Feminist Friday: “Modern Office with Christina Hendricks”

You know what really pisses me off? Stupid “rules” of etiquette that we are socialized to believe are natural laws of propriety. For example, I loathe the fact that it is “impolite to discuss money.” There is no intrinsic nastiness linked to talks about economy, taxes, disposable income and salary. A bunch of assholes a long time ago just decided to compare economic dialogue to bad manners and, voila, asking questions about your earnings was suddenly off-limits.

Here’s the truth: The U.S. is one of the most technologically advanced, rich and innovative countries on the planet. It is also probably the most backwards of all the industrialized nations. That is why there is such a huge disparity between the privileged and the poor, the haves and the have-nots,  the Koch brothers and the voters. From an early age, we are programmed to believe that anyone in our country has the ability to transform from Dick Whitman to Don Draper. But we also learn–in a more implicit manner–that money is something that classy people never talk about.

Look, I’m not saying that you should ask every passer-by in the grocery store what he or she makes in a fiscal year. That’s weird. But I am indicting the idiotic norms that prohibit us from learning about economic inequality and what constitutes an honest day’s wage for an honest day’s work. Being ignorant about how your paycheck stacks up against your counterparts’ is exactly how women still only make about 75% of what men earn. Like Joan Harris and Peggy Olson are our co-workers. We’re so afraid of offending somebody that we unwillingly let ourselves be exploited. If we don’t know the nature of the injustice, there is nothing we can do to rectify it.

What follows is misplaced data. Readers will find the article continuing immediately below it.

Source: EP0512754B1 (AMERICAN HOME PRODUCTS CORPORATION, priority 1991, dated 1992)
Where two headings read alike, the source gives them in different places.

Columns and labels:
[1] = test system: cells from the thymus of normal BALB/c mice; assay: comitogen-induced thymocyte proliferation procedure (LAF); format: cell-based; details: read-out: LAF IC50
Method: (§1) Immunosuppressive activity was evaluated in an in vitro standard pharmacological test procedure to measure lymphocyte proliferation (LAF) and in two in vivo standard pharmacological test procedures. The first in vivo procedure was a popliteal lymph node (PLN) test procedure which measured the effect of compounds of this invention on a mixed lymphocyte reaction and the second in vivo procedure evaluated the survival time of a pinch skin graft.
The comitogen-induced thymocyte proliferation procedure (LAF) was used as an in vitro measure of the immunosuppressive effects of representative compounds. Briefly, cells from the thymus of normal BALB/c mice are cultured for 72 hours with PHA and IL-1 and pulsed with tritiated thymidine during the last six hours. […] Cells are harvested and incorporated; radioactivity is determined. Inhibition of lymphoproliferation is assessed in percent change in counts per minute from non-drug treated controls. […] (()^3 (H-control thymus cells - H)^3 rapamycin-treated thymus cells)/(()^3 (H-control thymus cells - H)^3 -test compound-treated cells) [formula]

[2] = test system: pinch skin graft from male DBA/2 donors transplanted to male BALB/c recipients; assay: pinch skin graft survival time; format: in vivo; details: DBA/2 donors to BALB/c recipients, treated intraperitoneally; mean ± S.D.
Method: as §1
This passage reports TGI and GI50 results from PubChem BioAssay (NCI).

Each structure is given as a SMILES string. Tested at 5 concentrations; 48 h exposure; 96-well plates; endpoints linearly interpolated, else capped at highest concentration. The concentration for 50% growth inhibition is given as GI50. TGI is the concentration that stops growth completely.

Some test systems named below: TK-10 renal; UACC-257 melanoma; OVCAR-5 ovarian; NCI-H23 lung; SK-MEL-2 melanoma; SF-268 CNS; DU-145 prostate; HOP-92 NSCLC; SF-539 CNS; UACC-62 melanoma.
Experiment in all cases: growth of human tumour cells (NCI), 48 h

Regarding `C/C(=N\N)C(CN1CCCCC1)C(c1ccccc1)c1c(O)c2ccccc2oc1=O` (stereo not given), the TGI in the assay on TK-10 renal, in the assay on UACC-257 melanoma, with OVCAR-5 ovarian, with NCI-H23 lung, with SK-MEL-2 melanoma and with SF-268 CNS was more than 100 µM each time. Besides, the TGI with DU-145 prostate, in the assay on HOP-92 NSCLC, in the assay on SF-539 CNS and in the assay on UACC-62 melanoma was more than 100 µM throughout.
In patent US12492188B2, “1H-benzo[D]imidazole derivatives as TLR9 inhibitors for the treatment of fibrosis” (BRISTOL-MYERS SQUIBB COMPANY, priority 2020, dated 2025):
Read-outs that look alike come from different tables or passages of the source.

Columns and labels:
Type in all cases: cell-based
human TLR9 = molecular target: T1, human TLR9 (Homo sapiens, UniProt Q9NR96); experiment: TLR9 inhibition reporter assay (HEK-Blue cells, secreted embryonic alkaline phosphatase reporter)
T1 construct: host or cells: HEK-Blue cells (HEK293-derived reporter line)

In honor of my philosophy, check out this Funny Or Die clip from August 6, 2014:

http://FunnyOrDie.com/m/93go

Because, really, which is worse? Pointedly asking what your co-workers earn or living like it is still the ’60s? Honestly, if our employers cannot provide us with basic workers’ rights then we should be able to drink on the clock. Sounds like a trade-off to me.

(Image #1 courtesy of funnyordie.com; #2 courtesy of blog.emilyslist.org; #3 courtesy of dailymail.co.uk)

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2 thoughts on “Feminist Friday: “Modern Office with Christina Hendricks”

  1. Hear, hear! It’s a worthwhile question to ask, but I think most of us let the fear of CONFIRMING one is behind the curve trump feminist agency.

    1. I agree. And I’m sure many women would be ambivalent about what to do after their questions/suspicions are confirmed. How can they fight for equality without losing their jobs? How will they be able to keep coming back to work if they know they are not as valued as their male counterparts? Maybe ignorance is bliss in this economy…

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